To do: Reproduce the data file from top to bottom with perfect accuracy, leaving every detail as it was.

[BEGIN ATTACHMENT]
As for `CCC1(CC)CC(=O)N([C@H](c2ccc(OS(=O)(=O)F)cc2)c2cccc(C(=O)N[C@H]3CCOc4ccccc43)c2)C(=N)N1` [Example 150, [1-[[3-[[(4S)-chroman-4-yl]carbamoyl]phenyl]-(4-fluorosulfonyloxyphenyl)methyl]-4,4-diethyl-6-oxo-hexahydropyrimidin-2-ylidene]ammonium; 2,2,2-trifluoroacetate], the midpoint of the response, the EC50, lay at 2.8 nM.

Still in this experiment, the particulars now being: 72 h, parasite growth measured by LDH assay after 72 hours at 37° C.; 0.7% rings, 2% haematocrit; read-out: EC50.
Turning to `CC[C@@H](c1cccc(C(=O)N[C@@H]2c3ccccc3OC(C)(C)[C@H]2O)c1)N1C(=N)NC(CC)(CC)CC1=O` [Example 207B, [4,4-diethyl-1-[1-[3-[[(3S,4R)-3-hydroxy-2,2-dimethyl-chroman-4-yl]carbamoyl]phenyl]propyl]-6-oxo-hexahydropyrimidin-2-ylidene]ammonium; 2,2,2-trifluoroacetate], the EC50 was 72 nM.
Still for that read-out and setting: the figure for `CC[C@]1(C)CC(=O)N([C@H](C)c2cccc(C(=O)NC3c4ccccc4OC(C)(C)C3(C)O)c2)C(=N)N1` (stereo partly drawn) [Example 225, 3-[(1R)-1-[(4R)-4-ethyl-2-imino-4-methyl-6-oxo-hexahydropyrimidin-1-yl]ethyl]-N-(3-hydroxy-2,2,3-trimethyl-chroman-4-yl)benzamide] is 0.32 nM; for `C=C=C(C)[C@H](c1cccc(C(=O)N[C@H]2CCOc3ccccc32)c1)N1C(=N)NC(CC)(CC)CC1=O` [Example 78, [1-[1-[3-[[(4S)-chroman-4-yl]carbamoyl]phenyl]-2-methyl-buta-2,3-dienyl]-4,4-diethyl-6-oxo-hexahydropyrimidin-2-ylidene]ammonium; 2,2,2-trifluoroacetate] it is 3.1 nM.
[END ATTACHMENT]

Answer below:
As for `CCC1(CC)CC(=O)N([C@H](c2ccc(OS(=O)(=O)F)cc2)c2cccc(C(=O)N[C@H]3CCOc4ccccc43)c2)C(=N)N1` [Example 150, [1-[[3-[[(4S)-chroman-4-yl]carbamoyl]phenyl]-(4-fluorosulfonyloxyphenyl)methyl]-4,4-diethyl-6-oxo-hexahydropyrimidin-2-ylidene]ammonium; 2,2,2-trifluoroacetate], the midpoint of the response, the EC50, lay at 2.8 nM.

Still in this experiment, the particulars now being: 72 h, parasite growth measured by LDH assay after 72 hours at 37° C.; 0.7% rings, 2% haematocrit; read-out: EC50.
Turning to `CC[C@@H](c1cccc(C(=O)N[C@@H]2c3ccccc3OC(C)(C)[C@H]2O)c1)N1C(=N)NC(CC)(CC)CC1=O` [Example 207B, [4,4-diethyl-1-[1-[3-[[(3S,4R)-3-hydroxy-2,2-dimethyl-chroman-4-yl]carbamoyl]phenyl]propyl]-6-oxo-hexahydropyrimidin-2-ylidene]ammonium; 2,2,2-trifluoroacetate], the EC50 was 72 nM.
Still for that read-out and setting: the figure for `CC[C@]1(C)CC(=O)N([C@H](C)c2cccc(C(=O)NC3c4ccccc4OC(C)(C)C3(C)O)c2)C(=N)N1` (stereo partly drawn) [Example 225, 3-[(1R)-1-[(4R)-4-ethyl-2-imino-4-methyl-6-oxo-hexahydropyrimidin-1-yl]ethyl]-N-(3-hydroxy-2,2,3-trimethyl-chroman-4-yl)benzamide] is 0.32 nM; for `C=C=C(C)[C@H](c1cccc(C(=O)N[C@H]2CCOc3ccccc32)c1)N1C(=N)NC(CC)(CC)CC1=O` [Example 78, [1-[1-[3-[[(4S)-chroman-4-yl]carbamoyl]phenyl]-2-methyl-buta-2,3-dienyl]-4,4-diethyl-6-oxo-hexahydropyrimidin-2-ylidene]ammonium; 2,2,2-trifluoroacetate] it is 3.1 nM.